This study has several advantages. First, the phytoestrogen assessments were based on urinary biomarkers, which reflected all food origins of phytoestrogens and took into account the metabolic transformation of intestinal flora, representing true and biologically effective exposures. Second, the relationships with sleep disorders or sleep duration were evaluated for individual phytoestrogens (enterolactone, enterodiol, daidzein, O-DMA, equol, and genistein), which made up for the fact that previous epidemiological studies did not investigate the relationship of lignans with sleep and focused only on total isoflavones while ignoring the potential differences of individual isoflavones. Third, our findings were based on data from the NHANES, which was carefully designed, of high quality, and nationally representative. Fourth, concentration–response relationships between individual phytoestrogens and sleep disorders were appraised in this study. Fifth, we further explored gender, age, and race differences in the associations of individual phytoestrogens with sleep disorders. Additionally, we adjusted for a wide range of confounders to control for potential confounding bias.
However, several potential limitations should also be considered. First of all, the cross-sectional design precludes the possibility of causal inference. Second, although phytoestrogen concentrations in spot urine are reliable biomarkers for phytoestrogen intake [23,50,51], it might be difficult to accurately reflect long-term intake information because spot urine was collected only once. Nonetheless, studies have demonstrated that phytoestrogen concentrations in spot urine are relatively stable and significantly related to dietary phytoestrogen intake over the long term [68,69]. Third, the sleep disorders assessment was via a self-reported doctor diagnosis, which might involve recall bias, and self-reported usual sleep duration might be not objective enough; however, objective sleep measurement, such as polysomnography, may be difficult to implement in large-scale surveys. Fourth, although three-cycle data with national representativeness were combined and the sample was relatively large, the case group might still be not enough due to the lower prevalence, which might lead to bias. Furthermore, although we adjusted multiple covariates, measurement errors and other factors affecting sleep quality might influence the present findings. However, the present results were approximate in the three models, suggesting that the results might be robust and exposure factors might be independently associated with sleep. Finally, we could not further explore the relationships between phytoestrogens and specific types of sleep disorders in virtue of the limited sleep disorders data.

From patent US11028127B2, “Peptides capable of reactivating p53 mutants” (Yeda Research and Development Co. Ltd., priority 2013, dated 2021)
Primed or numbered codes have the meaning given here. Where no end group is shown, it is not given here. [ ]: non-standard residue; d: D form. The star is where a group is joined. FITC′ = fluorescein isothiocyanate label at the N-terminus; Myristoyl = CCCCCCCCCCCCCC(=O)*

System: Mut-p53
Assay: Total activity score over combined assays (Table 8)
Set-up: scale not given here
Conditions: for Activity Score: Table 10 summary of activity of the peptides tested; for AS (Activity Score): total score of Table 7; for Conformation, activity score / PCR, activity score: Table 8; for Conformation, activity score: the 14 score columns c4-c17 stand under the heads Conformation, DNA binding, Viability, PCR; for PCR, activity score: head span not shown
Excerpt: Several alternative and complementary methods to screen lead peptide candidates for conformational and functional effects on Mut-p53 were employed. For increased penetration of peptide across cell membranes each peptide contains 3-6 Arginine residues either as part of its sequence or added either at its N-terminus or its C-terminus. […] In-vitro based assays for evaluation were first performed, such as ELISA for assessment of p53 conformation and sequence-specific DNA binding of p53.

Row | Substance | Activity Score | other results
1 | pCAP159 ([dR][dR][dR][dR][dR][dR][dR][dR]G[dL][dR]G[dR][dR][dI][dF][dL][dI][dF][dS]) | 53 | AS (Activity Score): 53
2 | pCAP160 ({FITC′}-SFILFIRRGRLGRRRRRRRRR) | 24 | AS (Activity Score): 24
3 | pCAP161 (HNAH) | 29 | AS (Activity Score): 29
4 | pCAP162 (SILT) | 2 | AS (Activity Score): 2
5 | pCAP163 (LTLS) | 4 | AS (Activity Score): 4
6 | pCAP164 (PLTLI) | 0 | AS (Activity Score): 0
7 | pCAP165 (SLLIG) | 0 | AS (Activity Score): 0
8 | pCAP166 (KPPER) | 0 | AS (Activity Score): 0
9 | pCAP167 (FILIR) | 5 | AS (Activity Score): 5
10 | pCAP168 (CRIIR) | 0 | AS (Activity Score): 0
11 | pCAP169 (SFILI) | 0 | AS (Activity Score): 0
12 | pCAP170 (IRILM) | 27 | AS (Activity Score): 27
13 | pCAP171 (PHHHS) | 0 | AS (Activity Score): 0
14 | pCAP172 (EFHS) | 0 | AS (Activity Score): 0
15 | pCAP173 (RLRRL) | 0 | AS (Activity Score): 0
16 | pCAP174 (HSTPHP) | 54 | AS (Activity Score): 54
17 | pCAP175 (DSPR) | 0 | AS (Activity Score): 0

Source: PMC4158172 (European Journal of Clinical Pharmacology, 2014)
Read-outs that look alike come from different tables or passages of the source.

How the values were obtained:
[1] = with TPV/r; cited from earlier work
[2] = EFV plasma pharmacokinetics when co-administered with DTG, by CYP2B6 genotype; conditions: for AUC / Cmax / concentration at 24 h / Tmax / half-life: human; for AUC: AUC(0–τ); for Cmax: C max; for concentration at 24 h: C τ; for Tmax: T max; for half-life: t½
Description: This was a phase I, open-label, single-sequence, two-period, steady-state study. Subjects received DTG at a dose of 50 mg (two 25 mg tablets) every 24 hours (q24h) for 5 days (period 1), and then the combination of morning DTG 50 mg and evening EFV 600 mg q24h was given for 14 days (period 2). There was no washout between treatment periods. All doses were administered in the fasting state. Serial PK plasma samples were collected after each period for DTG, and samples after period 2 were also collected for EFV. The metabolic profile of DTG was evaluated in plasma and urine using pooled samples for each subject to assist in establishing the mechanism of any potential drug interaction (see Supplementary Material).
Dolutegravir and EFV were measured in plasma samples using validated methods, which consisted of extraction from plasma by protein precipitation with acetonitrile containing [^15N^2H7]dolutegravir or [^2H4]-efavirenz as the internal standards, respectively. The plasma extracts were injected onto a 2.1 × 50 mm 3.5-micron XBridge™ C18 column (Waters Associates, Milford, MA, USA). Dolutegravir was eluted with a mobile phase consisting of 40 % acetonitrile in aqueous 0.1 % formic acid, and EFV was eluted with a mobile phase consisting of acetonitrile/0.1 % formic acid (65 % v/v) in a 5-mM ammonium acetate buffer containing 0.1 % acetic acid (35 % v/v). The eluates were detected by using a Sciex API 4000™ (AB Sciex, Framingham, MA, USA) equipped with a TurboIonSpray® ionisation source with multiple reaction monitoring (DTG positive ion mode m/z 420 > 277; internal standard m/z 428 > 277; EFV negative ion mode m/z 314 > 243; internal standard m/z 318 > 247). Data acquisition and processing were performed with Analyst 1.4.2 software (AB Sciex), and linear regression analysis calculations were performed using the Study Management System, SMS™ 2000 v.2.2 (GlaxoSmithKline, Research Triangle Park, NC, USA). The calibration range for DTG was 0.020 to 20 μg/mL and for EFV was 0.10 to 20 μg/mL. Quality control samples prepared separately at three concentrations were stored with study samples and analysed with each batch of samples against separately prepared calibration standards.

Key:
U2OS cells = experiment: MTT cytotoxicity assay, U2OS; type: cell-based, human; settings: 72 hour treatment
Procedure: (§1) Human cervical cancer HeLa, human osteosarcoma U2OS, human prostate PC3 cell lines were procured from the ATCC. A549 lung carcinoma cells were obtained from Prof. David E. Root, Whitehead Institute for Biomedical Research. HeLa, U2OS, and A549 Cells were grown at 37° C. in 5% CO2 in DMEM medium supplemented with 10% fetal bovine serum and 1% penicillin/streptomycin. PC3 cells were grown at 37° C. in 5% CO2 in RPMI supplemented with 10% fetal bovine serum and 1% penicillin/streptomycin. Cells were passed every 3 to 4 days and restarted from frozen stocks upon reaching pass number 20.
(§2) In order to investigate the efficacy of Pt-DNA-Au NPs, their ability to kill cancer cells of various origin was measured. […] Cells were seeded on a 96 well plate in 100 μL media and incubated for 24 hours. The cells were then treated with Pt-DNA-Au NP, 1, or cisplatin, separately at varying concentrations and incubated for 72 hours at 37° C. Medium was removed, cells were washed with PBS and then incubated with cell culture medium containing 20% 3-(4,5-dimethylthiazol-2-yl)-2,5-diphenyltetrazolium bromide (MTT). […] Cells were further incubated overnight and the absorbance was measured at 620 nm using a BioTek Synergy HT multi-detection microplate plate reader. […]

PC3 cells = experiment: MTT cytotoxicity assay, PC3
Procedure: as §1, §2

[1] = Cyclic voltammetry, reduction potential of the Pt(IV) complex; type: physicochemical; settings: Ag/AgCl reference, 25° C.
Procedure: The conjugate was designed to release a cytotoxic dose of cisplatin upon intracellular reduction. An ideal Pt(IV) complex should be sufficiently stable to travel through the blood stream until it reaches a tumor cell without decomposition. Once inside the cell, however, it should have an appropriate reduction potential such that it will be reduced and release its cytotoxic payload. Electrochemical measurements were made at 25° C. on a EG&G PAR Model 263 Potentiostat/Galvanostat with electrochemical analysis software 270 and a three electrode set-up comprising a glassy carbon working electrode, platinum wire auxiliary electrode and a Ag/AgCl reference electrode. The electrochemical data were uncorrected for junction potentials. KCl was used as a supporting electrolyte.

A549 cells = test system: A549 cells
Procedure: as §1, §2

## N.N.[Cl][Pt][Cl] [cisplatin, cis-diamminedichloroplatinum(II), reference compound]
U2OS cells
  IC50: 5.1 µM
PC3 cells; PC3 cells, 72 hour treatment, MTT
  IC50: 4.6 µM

5. Conclusions

The current findings suggested that the urinary enterolactone concentration was linearly inversely associated with the risk of sleep disorders among American adults, whereas the enterodiol and O-DMA concentrations were positively related to sleep disorders in approximately linear and inverted L-shaped manners, respectively. Meanwhile, the urinary enterolactone concentration was negatively associated with very short sleep and the genistein concentration was inversely related to a long sleep risk. Furthermore, a negative association of urinary genistein concentration with sleep disorders was observed in middle-aged adults. The urinary enterolactone concentration was inversely associated with a long sleep risk among older adults, while the enterodiol concentration was positively related to a long sleep risk in females and very short sleep in young adults. Finally, a notable finding was that the association of the urinary O-DMA concentration with sleep disorders was different between females aged 40–59 years and females aged 60 years or over, as well as between non-Hispanic Whites and other Hispanics. It may be meaningful and vital to choose more specific individual phytoestrogens, not choosing total lignans or isoflavones for preventing or improving sleep problems, and to match target groups given the potentially differential associations of individual phytoestrogens with sleep, as well as the gender, age, and race differences in the associations. Prospective cohort or trial studies evaluating the relationships of individual phytoestrogens with sleep are warranted to confirm the current findings.

Supplementary Materials

The following are available online at https://www.mdpi.com/2072-6643/12/7/2103/s1, Table S1. The classifications of the covariates.

Author Contributions

Conceptualization, J.S. and D.Z.; methodology, J.S., W.W., and D.Z.; data curation, J.S., X.D., and H.J.; writing—original draft preparation, J.S.; writing—review and editing, H.J. and D.Z. All authors have read and agreed to the published version of the manuscript.

Funding